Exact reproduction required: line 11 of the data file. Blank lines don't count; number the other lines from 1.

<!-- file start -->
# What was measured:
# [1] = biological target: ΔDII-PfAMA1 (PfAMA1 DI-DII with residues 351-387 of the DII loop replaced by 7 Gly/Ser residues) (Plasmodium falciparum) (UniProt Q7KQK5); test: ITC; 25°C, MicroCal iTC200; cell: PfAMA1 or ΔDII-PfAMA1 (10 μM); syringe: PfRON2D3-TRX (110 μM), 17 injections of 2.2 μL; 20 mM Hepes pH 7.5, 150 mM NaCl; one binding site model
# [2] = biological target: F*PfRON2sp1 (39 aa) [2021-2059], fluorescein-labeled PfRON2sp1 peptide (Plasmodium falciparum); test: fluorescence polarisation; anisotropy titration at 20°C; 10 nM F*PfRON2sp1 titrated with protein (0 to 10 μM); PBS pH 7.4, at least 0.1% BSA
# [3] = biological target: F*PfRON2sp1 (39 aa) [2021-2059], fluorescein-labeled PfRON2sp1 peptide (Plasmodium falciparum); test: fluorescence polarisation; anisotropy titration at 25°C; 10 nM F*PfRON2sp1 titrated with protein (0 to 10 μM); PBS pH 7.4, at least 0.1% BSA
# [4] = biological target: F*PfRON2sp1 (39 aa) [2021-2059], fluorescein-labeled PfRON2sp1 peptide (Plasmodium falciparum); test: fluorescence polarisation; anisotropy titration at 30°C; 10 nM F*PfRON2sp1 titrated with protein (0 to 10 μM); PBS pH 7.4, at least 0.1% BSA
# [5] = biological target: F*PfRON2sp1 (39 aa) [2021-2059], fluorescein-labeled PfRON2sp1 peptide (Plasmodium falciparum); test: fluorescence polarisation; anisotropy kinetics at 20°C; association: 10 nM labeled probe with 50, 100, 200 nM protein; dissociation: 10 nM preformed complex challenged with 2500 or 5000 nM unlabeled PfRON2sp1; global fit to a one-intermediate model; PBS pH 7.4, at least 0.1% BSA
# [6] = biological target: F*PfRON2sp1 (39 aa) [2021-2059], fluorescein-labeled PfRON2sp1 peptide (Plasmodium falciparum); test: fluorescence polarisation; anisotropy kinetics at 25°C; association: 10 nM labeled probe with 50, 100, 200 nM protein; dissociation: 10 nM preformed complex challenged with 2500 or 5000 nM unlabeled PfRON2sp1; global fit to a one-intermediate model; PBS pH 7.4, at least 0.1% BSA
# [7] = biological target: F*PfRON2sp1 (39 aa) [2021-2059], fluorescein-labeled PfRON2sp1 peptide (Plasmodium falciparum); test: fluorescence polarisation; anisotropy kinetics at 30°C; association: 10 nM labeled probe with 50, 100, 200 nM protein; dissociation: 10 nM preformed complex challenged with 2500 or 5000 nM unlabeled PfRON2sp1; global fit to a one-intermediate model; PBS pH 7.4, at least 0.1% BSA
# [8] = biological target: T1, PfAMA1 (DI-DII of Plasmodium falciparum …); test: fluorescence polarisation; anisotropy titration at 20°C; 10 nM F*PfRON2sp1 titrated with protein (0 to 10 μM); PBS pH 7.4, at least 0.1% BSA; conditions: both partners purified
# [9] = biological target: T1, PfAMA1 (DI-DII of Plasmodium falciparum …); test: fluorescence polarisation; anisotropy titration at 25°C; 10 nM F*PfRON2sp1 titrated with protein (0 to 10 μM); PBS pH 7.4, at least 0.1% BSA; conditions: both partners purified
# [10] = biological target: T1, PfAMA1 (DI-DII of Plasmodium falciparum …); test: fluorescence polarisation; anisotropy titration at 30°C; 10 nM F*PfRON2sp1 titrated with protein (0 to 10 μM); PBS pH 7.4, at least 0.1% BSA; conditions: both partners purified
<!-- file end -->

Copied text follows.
# [10] = biological target: T1, PfAMA1 (DI-DII of Plasmodium falciparum …); test: fluorescence polarisation; anisotropy titration at 30°C; 10 nM F*PfRON2sp1 titrated with protein (0 to 10 μM); PBS pH 7.4, at least 0.1% BSA; conditions: both partners purified